To-Do or Not To-Do

As a beginning school administrator, I thought I had everything figured out. Rather than commit to lifelong learning and implement “best practices,” I flew by the seat of my pants and trusted natural ability to guide my work.


Growing up, I had always relied on memory to keep track of tasks needing completion. And given that follow-through never seemed to be an issue, I didn't think a formal process for tracking daily commitments was necessary.

Quite often, I would see other administrators carry notebooks where to-do lists were kept. Upon seeing their lists, I would tell them, “Wow, that’s really cool. I need to do that!” while in my head I was thinking, “Wow, that’s really lame. I will never do that!”

As a stubborn new administrator, keeping a to-do list was the last thing I wanted to do (pun intended). To-do lists weren’t sexy or innovative; they reminded me of grocery shopping at HyVee with my mom as a child.

As an assistant principal, I got away with my memory-based system. Whereas occasionally I would forget to return a parent phone call, conference with a student, or send an important email … for the most part I was pretty dependable.

Everything changed when I became a head principal. Whereas previously I managed a group of 30 to 40 employees, I suddenly found myself the boss of 200-plus individuals.

Throughout the day, staff would approach me from all directions with various requests. Given my desire to be helpful, these conversations usually ended with me agreeing to help the employee. Whereas initially I managed to stay up-to-speed with my promises, over time commitments started falling through the cracks.

Upon realizing I had dropped the ball on a promise, employees would say, “Oh don’t worry - you have a lot going on.” Despite these kind words, I couldn’t help but detect their disappointment. Furthermore, I noticed these employees stopped coming to me for assistance.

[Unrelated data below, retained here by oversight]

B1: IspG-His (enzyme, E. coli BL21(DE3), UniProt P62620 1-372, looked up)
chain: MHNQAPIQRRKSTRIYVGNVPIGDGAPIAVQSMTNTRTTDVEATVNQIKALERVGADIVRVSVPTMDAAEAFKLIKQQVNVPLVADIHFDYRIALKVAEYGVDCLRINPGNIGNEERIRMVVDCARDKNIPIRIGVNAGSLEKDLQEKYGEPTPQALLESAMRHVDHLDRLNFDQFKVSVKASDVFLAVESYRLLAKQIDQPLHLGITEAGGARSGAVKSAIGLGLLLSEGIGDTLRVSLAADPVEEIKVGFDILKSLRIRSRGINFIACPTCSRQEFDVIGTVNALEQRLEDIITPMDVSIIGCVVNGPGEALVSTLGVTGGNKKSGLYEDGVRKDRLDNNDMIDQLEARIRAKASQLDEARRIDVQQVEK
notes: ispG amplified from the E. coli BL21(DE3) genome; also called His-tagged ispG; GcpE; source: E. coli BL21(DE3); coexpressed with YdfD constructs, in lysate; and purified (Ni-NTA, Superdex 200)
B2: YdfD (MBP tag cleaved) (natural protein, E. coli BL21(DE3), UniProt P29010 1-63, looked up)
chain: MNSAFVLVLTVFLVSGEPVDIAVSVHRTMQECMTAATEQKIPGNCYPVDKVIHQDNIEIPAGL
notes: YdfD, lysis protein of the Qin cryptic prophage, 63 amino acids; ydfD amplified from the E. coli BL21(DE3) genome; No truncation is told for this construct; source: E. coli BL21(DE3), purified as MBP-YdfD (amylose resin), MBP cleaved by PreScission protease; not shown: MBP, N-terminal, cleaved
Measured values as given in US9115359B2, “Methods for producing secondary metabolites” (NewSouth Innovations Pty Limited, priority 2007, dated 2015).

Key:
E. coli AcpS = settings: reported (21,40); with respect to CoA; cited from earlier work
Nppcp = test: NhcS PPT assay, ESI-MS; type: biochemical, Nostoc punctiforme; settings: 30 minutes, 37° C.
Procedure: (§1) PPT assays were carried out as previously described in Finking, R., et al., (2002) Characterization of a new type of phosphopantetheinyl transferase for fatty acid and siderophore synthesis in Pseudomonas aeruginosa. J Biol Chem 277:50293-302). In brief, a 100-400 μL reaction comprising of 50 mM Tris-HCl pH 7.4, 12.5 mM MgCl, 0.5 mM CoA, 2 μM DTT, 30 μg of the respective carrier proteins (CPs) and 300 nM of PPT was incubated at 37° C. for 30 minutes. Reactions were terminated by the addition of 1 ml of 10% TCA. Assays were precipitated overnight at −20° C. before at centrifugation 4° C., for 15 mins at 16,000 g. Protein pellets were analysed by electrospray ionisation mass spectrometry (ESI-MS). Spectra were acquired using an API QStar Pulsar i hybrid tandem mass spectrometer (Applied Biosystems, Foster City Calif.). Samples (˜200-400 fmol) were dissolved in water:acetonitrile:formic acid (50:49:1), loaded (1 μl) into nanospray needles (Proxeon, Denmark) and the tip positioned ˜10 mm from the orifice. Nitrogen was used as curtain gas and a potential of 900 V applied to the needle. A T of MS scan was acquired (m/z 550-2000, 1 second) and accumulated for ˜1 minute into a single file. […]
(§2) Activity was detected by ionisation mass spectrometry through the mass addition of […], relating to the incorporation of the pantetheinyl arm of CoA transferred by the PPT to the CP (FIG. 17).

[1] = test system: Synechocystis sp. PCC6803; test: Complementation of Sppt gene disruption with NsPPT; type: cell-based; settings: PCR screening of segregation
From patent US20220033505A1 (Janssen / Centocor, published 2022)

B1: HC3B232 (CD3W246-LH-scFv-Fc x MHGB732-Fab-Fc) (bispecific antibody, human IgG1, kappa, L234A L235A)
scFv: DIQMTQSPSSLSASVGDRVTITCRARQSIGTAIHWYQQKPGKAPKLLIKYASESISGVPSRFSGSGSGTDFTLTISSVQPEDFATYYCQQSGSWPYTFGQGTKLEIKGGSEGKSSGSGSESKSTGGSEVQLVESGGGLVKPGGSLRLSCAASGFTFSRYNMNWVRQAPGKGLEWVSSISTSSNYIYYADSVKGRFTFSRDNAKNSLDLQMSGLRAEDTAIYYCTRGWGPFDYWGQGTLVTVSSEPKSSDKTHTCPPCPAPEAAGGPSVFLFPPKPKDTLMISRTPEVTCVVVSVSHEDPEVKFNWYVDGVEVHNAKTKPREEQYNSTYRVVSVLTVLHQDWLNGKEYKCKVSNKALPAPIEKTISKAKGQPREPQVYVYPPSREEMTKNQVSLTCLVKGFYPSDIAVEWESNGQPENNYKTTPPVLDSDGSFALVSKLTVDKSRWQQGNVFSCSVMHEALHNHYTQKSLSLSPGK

My story is common in educational leadership: many administrators fail to follow through on commitments to staff in a timely manner. Even worse, many leaders forget their commitments all together.


And when this happens – rather than apologize to the employee and seek ways to improve - these leaders justify their actions by saying “I’m just so swamped right now”, "I have a lot on my plate” and – more recently – “We’re just so short-handed.”


Unfortunately, these leaders fail to understand the following leadership truth:


Few things kill trust faster than a boss who doesn't follow through.

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At the start of the day, school leaders have mountains of tasks to complete. Meetings, observations, reports, phone calls, emails … the list is endless!

Unfortunately, administrators have a bad habit of arriving at the office, opening their laptop, and starting work without a clear list of priorities. When this happens, they spend their day haphazardly jumping from one task to the next without a clear sense of direction.


Enter the good old-fashioned to-do list.

Studies have shown that people perform better when they have systems for keeping track of commitments. To-do lists provide structure and organize priorities. Not only does having a trusted system for capturing thoughts reduce anxiety, crossing items off lists produces bursts of motivation and positivity.

Countless resources provide guidance on capturing commitments. Two of my favorites are the Getting Things Done method and the Bullet Journal method.

David Allen is recognized as one of the leading experts on personal and organizational productivity. In his book Getting Things Done, Allen suggests the following:

“Studies have demonstrated that our mental processes are hampered by the burden put on the mind to keep track of things we're committed to finish, without a trusted plan or system in place to handle them.... Every idea you have of something that needs to get done must be captured somewhere outside of your head.”

Ryder Carroll has garnered recent attention for The Bullet Journal Method. In his book with the same name, Carroll shares this advice:

“Holding on to thoughts (as opposed to writing them down) is like trying to catch fish with your bare hands: They easily slip from your grasp and disappear back into the muddy depths of your mind. Writing things down allows us to capture our thoughts and examine them in the light of day. Each item we write down begins to declutter our mind. We're creating a mental inventory of all the choices consuming our attention.”